The next person I want to talk about with flags, that really truly hits home for me. I thought he was going to be the next dominant defensive superstar in the NFL. In his first 3 seasons, I believe he averaged about a sack a game, which is unheard of. First sports jersey I ever purchased in my life— Aldon Smith. At this point, I don’t even want to consider them flags anymore, I just know that every time he’s in the news, he’s done some shit. Throw a house party, get stabbed by a guest, and caught for illegal firearm modifications? Average Saturday night. Driving white boy wasted and falling asleep on the wheel and smashing into a tree near a school? I was such a huge fan I defended him. Joking about bombs at an airport and getting detained? Fuck it, it’s just a joke, he’s not the brightest guy. Suspension and rehabs had changed him, and he was finally going to reach his potential as an athlete and a nationwide superstar, so I foolishly thought. The front office extended him, he got into another DUI, the Niners released him.

At this point, like the rest of my exhausted fanbase, I was done. I gave up on him. He kept posting on social media for fans to keep believing in him, insisting that he was just a victim with a string of bad luck.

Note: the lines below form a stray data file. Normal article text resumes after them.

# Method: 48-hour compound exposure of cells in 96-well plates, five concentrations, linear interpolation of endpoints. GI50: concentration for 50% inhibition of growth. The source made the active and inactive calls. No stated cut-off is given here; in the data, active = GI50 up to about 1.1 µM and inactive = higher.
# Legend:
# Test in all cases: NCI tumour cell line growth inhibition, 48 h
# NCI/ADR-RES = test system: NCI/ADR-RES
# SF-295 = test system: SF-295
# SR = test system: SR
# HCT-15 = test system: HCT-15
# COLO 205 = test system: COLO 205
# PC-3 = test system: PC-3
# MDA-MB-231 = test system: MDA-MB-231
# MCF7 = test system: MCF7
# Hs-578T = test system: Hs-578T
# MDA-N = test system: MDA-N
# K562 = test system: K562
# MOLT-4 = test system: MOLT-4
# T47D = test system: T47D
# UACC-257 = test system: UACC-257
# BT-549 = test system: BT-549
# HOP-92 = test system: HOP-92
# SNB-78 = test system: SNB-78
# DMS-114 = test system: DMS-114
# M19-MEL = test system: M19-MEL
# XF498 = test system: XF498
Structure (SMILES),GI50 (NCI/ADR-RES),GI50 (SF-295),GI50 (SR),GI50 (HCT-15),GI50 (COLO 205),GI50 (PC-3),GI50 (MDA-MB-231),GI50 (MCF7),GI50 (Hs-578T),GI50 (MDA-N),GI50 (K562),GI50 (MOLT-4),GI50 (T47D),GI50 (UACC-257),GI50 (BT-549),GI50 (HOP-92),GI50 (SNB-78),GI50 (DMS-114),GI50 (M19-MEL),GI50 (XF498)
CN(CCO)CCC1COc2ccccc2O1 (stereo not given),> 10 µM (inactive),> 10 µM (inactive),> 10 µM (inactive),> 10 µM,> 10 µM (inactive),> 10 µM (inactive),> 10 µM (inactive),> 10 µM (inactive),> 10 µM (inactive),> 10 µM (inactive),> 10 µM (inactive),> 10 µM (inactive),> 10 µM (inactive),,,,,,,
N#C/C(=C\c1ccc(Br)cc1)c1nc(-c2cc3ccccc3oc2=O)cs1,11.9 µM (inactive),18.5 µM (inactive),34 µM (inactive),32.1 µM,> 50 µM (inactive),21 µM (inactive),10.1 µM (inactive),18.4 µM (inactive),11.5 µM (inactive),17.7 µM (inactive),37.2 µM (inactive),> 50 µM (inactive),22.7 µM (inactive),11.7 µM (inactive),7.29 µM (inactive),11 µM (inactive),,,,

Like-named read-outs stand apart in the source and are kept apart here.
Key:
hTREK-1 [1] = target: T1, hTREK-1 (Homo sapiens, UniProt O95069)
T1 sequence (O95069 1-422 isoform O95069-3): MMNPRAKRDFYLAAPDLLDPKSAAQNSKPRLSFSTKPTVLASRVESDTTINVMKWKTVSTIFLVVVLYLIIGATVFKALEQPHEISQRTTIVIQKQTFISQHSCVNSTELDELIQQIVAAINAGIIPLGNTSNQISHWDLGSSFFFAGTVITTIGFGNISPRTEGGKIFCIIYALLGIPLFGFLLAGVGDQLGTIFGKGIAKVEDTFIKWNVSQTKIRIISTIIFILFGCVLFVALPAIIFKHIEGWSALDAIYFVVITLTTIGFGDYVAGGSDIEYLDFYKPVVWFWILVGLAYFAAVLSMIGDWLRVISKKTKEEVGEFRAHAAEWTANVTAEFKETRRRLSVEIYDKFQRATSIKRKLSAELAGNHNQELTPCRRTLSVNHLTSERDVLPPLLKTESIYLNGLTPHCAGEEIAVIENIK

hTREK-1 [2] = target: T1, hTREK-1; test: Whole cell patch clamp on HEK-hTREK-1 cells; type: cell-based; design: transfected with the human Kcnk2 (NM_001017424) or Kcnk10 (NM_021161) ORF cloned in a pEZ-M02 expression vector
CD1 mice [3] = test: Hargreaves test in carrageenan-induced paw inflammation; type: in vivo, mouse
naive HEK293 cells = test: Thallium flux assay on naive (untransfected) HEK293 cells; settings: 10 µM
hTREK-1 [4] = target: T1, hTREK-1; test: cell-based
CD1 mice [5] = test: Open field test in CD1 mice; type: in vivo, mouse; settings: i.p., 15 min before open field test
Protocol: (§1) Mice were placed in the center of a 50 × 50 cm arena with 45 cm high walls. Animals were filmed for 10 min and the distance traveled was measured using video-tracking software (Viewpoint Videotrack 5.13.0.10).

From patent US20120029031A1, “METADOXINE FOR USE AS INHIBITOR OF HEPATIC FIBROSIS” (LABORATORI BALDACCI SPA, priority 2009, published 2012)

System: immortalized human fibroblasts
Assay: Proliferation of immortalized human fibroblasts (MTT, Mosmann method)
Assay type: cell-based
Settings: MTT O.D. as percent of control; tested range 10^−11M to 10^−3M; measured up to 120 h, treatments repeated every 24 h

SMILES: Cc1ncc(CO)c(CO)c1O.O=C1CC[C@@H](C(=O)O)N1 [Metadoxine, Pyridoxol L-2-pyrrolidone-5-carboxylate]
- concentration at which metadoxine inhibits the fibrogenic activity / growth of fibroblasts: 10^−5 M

If it smells like shit wherever you walk, maybe it’s time to check your own shoes.

After his release, the Raiders signed him. They’re basically the kid in in college who starts dating the hot girl from high school who was secretly a meth addict. I can change her!! No you can’t. He made the most idiotic posts on periscope of all time while smoking a blunt (they will never know it’s him, not like he put his username as Aldon Smith, genius). This extended his suspension so he basically doesn’t contribute to his team this year. Most recently he finds himself facing a domestic violence investigation.

Again, I’m one to give people the benefit of the doubt, or second chances, yadda yadda. But seriously, what is up with these people who know the consequences of their actions, but keep doing them? This extends way beyond what Jameis Winston. IF found guilty, I don’t think that Aldon Smith should ever play another snap in the NFL ever again.

So I guess this post goes to all the GMs, scouts, and armchair GMs. Athletes represent your organization, beyond the field/court/arena. Know that flags are based on patterns of behavior that carry a lot of weight and if you have a wife, girlfriend, daughter, mother, or sister that you really care about, be proactive and show them that you care.